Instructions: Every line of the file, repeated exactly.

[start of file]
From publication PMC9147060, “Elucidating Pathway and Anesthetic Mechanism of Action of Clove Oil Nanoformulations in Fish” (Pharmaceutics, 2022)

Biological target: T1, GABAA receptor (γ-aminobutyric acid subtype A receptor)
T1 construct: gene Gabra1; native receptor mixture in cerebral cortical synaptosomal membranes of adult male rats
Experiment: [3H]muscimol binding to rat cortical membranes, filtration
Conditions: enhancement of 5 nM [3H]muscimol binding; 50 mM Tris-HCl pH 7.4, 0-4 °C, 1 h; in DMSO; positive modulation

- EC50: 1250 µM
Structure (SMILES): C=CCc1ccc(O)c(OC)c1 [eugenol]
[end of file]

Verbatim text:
From publication PMC9147060, “Elucidating Pathway and Anesthetic Mechanism of Action of Clove Oil Nanoformulations in Fish” (Pharmaceutics, 2022)

Biological target: T1, GABAA receptor (γ-aminobutyric acid subtype A receptor)
T1 construct: gene Gabra1; native receptor mixture in cerebral cortical synaptosomal membranes of adult male rats
Experiment: [3H]muscimol binding to rat cortical membranes, filtration
Conditions: enhancement of 5 nM [3H]muscimol binding; 50 mM Tris-HCl pH 7.4, 0-4 °C, 1 h; in DMSO; positive modulation

- EC50: 1250 µM
Structure (SMILES): C=CCc1ccc(O)c(OC)c1 [eugenol]